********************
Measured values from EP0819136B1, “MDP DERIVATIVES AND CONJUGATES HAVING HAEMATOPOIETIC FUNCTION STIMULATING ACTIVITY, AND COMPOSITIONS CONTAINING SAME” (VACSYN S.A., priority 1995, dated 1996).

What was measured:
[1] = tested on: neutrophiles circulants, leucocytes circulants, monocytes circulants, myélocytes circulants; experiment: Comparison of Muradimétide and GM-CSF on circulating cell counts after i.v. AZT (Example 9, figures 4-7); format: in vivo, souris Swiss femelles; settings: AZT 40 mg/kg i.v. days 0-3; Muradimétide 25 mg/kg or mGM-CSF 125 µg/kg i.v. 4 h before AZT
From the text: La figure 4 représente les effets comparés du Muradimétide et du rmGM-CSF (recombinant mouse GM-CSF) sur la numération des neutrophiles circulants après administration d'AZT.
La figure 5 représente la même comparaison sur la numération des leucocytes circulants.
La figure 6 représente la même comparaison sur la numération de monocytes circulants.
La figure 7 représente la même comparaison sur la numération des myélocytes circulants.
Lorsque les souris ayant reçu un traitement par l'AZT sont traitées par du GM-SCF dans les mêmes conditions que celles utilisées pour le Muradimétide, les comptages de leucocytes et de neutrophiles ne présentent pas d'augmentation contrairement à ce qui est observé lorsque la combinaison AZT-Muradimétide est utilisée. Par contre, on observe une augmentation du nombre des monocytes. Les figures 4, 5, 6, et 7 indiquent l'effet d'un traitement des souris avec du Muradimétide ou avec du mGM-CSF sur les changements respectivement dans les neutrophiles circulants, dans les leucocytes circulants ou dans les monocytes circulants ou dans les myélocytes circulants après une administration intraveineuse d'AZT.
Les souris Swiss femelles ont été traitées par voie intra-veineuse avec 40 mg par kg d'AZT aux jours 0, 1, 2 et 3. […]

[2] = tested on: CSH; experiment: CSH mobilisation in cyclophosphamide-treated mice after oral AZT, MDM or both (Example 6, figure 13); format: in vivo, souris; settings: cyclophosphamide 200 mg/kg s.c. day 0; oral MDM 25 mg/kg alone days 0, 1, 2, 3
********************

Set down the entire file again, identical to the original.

Measured values from EP0819136B1, “MDP DERIVATIVES AND CONJUGATES HAVING HAEMATOPOIETIC FUNCTION STIMULATING ACTIVITY, AND COMPOSITIONS CONTAINING SAME” (VACSYN S.A., priority 1995, dated 1996).

What was measured:
[1] = tested on: neutrophiles circulants, leucocytes circulants, monocytes circulants, myélocytes circulants; experiment: Comparison of Muradimétide and GM-CSF on circulating cell counts after i.v. AZT (Example 9, figures 4-7); format: in vivo, souris Swiss femelles; settings: AZT 40 mg/kg i.v. days 0-3; Muradimétide 25 mg/kg or mGM-CSF 125 µg/kg i.v. 4 h before AZT
From the text: La figure 4 représente les effets comparés du Muradimétide et du rmGM-CSF (recombinant mouse GM-CSF) sur la numération des neutrophiles circulants après administration d'AZT.
La figure 5 représente la même comparaison sur la numération des leucocytes circulants.
La figure 6 représente la même comparaison sur la numération de monocytes circulants.
La figure 7 représente la même comparaison sur la numération des myélocytes circulants.
Lorsque les souris ayant reçu un traitement par l'AZT sont traitées par du GM-SCF dans les mêmes conditions que celles utilisées pour le Muradimétide, les comptages de leucocytes et de neutrophiles ne présentent pas d'augmentation contrairement à ce qui est observé lorsque la combinaison AZT-Muradimétide est utilisée. Par contre, on observe une augmentation du nombre des monocytes. Les figures 4, 5, 6, et 7 indiquent l'effet d'un traitement des souris avec du Muradimétide ou avec du mGM-CSF sur les changements respectivement dans les neutrophiles circulants, dans les leucocytes circulants ou dans les monocytes circulants ou dans les myélocytes circulants après une administration intraveineuse d'AZT.
Les souris Swiss femelles ont été traitées par voie intra-veineuse avec 40 mg par kg d'AZT aux jours 0, 1, 2 et 3. […]

[2] = tested on: CSH; experiment: CSH mobilisation in cyclophosphamide-treated mice after oral AZT, MDM or both (Example 6, figure 13); format: in vivo, souris; settings: cyclophosphamide 200 mg/kg s.c. day 0; oral MDM 25 mg/kg alone days 0, 1, 2, 3